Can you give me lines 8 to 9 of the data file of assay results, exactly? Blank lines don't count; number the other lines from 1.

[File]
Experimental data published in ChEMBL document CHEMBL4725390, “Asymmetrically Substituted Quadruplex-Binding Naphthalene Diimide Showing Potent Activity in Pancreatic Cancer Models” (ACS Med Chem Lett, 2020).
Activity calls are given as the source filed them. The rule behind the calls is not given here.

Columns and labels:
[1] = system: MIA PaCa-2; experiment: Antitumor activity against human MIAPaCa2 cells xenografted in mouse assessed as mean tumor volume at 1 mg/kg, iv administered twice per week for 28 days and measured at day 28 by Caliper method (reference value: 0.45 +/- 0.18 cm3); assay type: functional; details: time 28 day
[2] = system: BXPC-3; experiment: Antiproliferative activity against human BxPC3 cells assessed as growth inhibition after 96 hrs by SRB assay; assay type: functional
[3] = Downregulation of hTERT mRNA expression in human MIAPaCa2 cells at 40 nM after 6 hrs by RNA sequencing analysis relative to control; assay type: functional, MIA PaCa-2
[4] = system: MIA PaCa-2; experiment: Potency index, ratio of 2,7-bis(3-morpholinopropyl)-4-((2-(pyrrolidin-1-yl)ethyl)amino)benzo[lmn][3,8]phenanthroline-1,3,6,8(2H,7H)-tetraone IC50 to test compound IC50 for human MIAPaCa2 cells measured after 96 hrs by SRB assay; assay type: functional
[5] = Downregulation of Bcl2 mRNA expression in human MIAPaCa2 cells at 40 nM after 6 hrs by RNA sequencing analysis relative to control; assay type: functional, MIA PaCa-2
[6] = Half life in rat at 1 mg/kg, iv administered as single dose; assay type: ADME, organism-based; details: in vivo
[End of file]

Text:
[5] = Downregulation of Bcl2 mRNA expression in human MIAPaCa2 cells at 40 nM after 6 hrs by RNA sequencing analysis relative to control; assay type: functional, MIA PaCa-2
[6] = Half life in rat at 1 mg/kg, iv administered as single dose; assay type: ADME, organism-based; details: in vivo